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Can NCLB Be Left Behind?

Reauthorization could bring ‘damage control’ or more damage.
Can NCLB Be Left Behind?

 

President George W. Bush transformed ESEA when he came to office, leading a bipartisan reauthorization that used concern over the academic achievement gap to launch a multi-pronged effort of increased standardized testing, mandates for "adequate yearly progress" (AYP), and ever-more onerous sanctions for schools not meeting what almost all educators agree are unrealistic benchmarks of progress.

The ESEA has only been reauthorized a handful of times; before NCLB, which passed in 2002, the previous reauthorization was in 1994. Thus whatever is in the current reauthorization will likely remain in effect for at least five years, and quite possibly longer.

Because NCLB is Bush's rhetorically skillful but educationally bankrupt moniker for the decades-old ESEA, there is often confusion. As a result, some have started referring to "the ESEA reauthorization," to make clear that they oppose the NCLB but do not want to abandon a federal role in education reform, especially for urban schools that rely on federal dollars for essential programs.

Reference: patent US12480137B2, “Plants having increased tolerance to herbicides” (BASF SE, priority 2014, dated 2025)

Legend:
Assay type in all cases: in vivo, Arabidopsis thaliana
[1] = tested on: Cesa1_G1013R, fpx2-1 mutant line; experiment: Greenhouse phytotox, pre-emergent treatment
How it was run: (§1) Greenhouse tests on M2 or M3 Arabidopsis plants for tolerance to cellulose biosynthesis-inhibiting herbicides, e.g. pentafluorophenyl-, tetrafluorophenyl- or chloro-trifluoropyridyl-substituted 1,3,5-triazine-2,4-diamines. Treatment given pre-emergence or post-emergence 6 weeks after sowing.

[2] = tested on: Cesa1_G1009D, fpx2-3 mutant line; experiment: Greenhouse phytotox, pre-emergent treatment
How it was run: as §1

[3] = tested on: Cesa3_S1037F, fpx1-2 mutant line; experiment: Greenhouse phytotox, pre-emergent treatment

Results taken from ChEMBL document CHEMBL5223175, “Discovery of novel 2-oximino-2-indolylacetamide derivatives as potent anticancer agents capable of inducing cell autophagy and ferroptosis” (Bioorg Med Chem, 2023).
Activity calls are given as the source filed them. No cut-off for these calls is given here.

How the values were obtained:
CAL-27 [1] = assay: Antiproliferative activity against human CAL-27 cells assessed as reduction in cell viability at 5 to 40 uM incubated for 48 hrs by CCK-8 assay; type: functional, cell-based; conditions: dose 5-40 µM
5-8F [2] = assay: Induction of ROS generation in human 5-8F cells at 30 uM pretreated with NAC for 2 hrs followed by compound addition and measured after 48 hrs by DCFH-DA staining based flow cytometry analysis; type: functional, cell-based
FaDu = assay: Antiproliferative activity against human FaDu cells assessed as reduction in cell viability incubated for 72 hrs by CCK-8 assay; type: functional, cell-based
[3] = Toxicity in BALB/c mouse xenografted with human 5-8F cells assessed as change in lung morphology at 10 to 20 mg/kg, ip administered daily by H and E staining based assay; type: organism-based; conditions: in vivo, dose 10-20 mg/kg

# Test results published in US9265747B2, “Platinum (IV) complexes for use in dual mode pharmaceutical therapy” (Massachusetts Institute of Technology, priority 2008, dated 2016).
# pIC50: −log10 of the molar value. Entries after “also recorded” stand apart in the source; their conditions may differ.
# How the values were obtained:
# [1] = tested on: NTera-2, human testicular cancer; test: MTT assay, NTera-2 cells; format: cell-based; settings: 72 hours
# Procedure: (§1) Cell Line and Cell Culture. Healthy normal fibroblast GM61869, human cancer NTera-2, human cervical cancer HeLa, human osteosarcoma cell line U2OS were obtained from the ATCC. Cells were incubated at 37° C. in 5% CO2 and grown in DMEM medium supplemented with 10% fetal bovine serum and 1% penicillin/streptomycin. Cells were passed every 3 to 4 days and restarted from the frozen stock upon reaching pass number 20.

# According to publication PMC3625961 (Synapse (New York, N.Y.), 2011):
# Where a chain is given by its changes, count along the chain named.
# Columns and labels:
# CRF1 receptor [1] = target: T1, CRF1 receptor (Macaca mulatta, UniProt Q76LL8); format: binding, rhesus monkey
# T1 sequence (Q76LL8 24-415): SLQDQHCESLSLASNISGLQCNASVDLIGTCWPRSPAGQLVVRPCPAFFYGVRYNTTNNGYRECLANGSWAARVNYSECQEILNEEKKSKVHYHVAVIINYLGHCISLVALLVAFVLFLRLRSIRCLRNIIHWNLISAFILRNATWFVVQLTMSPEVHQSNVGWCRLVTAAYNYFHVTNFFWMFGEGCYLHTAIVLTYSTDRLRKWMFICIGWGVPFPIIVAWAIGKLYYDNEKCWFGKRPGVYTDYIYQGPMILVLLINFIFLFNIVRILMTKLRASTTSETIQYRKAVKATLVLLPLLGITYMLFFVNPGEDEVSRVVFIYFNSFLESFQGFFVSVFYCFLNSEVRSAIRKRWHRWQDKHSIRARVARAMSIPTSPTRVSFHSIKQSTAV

Organizing for progressive alternatives to NCLB is being led by the Forum on Educational Accountability, and by early February more than 100 national organizations had signed the Forum's statement. The Forum calls for "fundamental changes" in NCLB, in particular the law's focus on standardized testing, its over-identification of schools in need of improvement, and its reliance on punitive sanctions. At the same time, the forum is crafting alternatives, such as multiple measures of achievement, that would speak to widespread and undeniable concerns about educational quality, especially in urban schools.

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